Fast content delivery: Because content is in multiple locations, a website user can get the content closest to where they are which means the data moves a shorter distance and is thus delivered faster.

Caching: Just like your web browser caches “static content” like images and documents, a website can use a CDN to cache its static content. Even if the underlying website content has changed, the CDN may still serve the cached content it has until that content has “expired” or the cache is “purged” (cleared).

Load balancing: In some cases, a website user might not get the content from the CDN server closest to them due to a “high load” (high usage) for that particular server. In these cases, the CDN will find the best server to get the content from for that user. This “balances” the website’s “load” and is called “load balancing”.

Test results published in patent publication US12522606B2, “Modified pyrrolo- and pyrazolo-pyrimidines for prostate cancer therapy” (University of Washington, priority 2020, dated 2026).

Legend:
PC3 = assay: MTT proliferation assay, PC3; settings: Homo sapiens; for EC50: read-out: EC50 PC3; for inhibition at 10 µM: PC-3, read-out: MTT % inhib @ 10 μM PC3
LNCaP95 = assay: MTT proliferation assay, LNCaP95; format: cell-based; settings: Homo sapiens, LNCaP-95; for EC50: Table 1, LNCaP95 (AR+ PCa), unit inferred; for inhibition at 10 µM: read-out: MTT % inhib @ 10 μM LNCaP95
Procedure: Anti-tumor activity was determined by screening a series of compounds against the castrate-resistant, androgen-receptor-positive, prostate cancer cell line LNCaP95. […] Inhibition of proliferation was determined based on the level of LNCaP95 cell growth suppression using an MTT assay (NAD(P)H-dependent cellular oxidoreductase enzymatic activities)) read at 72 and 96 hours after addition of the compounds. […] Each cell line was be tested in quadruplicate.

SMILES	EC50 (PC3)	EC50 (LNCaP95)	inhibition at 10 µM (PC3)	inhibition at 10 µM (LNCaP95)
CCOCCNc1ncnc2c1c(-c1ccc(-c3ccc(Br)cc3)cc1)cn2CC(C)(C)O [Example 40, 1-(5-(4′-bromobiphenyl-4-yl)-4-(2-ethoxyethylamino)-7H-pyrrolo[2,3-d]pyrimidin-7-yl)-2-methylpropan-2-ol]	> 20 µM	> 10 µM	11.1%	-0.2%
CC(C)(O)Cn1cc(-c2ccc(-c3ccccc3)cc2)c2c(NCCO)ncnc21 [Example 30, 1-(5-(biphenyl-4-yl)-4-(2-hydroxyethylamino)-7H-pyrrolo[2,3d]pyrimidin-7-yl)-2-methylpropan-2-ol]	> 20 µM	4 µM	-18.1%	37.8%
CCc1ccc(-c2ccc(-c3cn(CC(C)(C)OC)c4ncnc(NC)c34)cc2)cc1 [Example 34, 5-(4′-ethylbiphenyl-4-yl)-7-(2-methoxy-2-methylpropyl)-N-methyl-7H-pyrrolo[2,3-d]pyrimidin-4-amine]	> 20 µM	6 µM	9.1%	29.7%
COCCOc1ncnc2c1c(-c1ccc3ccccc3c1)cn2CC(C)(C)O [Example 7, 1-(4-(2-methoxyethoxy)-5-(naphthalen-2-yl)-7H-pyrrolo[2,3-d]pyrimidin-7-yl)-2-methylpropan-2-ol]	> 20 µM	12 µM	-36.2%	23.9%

SSL/TLS support: CDNs usually support SSL/TLS encryption so data sent between the CDN’s server and the user’s browser is secure.

Additional features

Some CDNs also support:

Optimization: Content optimization such as file compression helps the content get delivered faster because the size is smaller.

DDoS protection: Distributed Denial-of-Service (DDoS) protection can help detect and defend against website attacks so a website doesn’t go down.

Analytics and monitoring: Real-time monitoring and analytics can be helpful to better understand website performance and traffic.

Edge computing: If you want to “run code” at locations that are closer to your users so they get results faster, that’s called “edge computing” and some CDNs support this.

How do I find a CDN service?

Finding a Content Delivery Network service that is right for your website and organization depends on various factors such as user locations, desired features, amount of website traffic, and your budget. Here are some steps you can follow to find a CDN for your website: